The origami elephant

One student’s mission to bring joy, luck through an ancient art


Aeryn Kauffman

Benjamin ‘Ben’ Lee was encouraged by his mother to make origami in high school. It’s a habit he has continued for the past year, handing creations out in the SURC.

Aeryn Kauffman, Copy Desk Chief/Opinion Editor

If you’ve walked through the SURC on a weekday, you may have seen a student with glasses and a long, origami nose.

He may have handed you a piece of origami in the shape of a heart, or a paper flower with the words ‘Yas queen’ handwritten on the petals.

This is how many students first meet Benjamin ‘Ben’ Lee, a sophomore physical education major with a paper art making hobby.

On Halloween, he wore white paper glasses taped to his black-framed prescription specs, a black face mask, black bowtie, black vest and his signature origami nose. 

Lee was dressed as Tuxedo Mask from the anime series “Sailor Moon.”

Lee was missing Tuxedo Mask’s distinctive black top hat, however.

“I think it was somewhere in the final battle, [Tuxedo Mask] was without a top hat,” Lee said.

In addition to anime, Lee takes inspiration for his paper art from some of his favorite video games, such as Kingdom Hearts, The Legend of Zelda franchise and Super Smash Bros. Ultimate.

His paper nose is in the shape of an origami swan, but he began wearing it on his face like a nose to make others happy.

“A lot of people ask me that. ‘Is this an elephant nose?’ And I was like, ‘Yes,’” Lee said.

In his senior year of high school after wanting to find a new hobby, Lee began folding origami. 

He watched do-it-yourself videos on YouTube and was intrigued by the origami videos.

Lee started out using just origami paper to make his paper art, but then he began using other materials such as copy paper, construction paper, plastic utensils, water bottles and wooden chopsticks.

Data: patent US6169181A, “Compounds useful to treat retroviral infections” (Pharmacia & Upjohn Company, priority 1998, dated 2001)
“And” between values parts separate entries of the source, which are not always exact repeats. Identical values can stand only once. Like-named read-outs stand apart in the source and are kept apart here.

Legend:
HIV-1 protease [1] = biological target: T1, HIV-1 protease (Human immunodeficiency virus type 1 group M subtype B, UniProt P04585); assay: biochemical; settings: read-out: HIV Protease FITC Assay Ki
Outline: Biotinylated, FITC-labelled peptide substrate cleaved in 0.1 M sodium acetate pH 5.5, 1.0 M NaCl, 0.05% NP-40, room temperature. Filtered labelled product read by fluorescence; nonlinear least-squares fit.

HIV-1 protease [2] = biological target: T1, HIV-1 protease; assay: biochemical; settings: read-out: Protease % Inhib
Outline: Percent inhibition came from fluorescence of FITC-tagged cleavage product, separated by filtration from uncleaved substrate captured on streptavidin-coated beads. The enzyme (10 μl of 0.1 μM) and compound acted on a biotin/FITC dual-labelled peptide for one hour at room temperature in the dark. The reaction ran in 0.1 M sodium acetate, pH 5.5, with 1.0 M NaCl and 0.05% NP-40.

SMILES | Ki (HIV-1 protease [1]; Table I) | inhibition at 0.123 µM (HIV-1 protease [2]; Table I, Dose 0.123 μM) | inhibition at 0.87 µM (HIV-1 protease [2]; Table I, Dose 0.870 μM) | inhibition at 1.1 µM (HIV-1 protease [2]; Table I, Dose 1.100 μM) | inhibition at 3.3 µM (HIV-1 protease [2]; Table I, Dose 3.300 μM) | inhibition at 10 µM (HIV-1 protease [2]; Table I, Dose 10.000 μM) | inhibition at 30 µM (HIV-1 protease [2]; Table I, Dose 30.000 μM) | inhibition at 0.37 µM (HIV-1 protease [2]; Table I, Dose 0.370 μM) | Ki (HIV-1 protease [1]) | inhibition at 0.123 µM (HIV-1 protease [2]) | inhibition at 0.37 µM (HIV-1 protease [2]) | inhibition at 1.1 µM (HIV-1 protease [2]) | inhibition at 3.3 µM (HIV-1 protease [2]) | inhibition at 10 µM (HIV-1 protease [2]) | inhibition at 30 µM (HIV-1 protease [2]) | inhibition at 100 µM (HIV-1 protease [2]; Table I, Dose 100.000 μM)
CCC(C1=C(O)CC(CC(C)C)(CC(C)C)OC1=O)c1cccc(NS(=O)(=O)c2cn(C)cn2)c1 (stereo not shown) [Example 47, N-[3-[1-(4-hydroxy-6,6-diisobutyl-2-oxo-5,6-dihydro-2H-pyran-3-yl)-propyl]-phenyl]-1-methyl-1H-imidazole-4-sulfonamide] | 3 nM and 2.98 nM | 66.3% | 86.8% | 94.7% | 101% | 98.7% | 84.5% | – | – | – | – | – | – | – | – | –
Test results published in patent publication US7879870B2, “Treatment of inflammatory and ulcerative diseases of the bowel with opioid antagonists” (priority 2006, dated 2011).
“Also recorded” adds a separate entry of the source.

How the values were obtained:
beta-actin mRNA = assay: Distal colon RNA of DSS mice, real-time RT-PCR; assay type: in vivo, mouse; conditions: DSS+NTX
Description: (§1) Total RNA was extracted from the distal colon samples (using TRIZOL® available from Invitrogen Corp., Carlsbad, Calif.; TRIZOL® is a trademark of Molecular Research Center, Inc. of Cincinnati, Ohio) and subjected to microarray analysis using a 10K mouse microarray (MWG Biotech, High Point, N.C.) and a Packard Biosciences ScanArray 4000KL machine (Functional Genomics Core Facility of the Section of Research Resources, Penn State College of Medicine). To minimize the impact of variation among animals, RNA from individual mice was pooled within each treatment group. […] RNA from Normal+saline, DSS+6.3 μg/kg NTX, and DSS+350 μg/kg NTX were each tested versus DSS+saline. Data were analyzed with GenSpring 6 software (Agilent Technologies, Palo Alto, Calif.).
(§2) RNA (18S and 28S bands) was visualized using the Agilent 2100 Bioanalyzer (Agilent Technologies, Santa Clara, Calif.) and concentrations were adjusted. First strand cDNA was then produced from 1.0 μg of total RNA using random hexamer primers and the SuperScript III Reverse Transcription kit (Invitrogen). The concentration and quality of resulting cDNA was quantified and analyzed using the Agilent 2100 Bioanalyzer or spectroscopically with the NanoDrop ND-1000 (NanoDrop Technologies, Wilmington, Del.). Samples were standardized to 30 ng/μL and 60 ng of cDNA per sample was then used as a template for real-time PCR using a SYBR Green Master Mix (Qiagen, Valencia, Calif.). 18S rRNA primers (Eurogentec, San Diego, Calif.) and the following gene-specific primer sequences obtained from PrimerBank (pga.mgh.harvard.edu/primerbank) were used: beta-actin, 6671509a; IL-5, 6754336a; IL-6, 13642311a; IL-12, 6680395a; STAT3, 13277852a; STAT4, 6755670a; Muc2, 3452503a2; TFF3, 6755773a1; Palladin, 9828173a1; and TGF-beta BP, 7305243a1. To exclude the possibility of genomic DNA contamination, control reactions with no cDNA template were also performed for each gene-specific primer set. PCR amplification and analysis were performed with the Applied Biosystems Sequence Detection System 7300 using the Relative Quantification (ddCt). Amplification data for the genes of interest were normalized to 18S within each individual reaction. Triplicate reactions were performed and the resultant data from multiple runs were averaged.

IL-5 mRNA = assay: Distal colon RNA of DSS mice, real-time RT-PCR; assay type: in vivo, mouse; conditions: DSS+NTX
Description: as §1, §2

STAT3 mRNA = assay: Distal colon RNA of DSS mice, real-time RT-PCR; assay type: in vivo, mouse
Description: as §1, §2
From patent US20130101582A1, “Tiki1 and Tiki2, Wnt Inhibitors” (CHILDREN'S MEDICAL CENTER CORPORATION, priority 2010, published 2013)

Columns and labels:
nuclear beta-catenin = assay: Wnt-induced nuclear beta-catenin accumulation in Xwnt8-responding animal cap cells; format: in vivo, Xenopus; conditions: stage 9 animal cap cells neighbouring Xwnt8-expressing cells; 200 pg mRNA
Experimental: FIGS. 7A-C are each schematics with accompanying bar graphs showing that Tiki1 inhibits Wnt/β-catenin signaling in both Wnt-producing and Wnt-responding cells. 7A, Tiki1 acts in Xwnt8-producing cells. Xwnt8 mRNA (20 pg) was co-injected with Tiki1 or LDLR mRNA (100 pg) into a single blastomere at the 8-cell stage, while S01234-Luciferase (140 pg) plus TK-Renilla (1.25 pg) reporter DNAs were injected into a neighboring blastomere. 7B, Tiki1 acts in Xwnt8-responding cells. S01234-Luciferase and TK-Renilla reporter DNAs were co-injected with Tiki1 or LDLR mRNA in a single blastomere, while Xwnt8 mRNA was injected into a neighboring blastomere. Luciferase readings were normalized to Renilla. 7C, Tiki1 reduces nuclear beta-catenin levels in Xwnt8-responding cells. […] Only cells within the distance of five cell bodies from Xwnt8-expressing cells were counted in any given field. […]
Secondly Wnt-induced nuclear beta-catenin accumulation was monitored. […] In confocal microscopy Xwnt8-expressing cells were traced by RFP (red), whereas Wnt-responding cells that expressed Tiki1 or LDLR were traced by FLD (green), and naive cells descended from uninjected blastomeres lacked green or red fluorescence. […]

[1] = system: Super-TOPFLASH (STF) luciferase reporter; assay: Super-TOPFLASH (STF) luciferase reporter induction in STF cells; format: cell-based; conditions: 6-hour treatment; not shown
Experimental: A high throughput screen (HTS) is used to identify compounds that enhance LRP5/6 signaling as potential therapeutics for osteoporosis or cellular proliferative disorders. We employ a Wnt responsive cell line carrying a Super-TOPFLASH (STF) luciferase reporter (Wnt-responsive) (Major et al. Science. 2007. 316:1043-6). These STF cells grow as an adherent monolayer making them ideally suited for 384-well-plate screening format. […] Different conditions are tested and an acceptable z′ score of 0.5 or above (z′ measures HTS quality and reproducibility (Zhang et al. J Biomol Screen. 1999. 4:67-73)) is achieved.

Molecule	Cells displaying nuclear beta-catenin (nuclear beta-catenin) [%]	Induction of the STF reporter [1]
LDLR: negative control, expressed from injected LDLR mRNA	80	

To begin his paper art making process, Lee starts with drawing a silhouette. 

He cuts out the silhouette and repeats as necessary, adding other materials, folding the paper or attaching materials with tape. He often draws on his creations.

Some of the paper art pieces Lee is most proud of are his origami nose, Link’s shield from The Legend of Zelda franchise and a cosplay-sized Keyblade from Kingdom Hearts.

Lee made the Keyblade using copy paper, wooden chopsticks, plastic knives and black electrical tape.

Paper crafting, for Lee, means to “create ideas.” He thinks of an idea and finds an image online to help him picture how it should look. Then, he crafts.

“It helps me to relax,” Lee said.

In Kingdom Hearts, the character receives charms, like those on a charm bracelet. These charms attach to the character’s weapon, the Keyblade.

Lee adopted this idea and now makes paper art to represent good luck charms. 

He started handing out origami and cutout drawings to his friends, but he soon began handing them out to passersby on campus as a “reminder not to be alone.”

Since paper crafting is a stress reliever for Lee, he hopes his artwork is a stress reliever for others.

“You’re not alone,” Lee said. “There’s always hope.”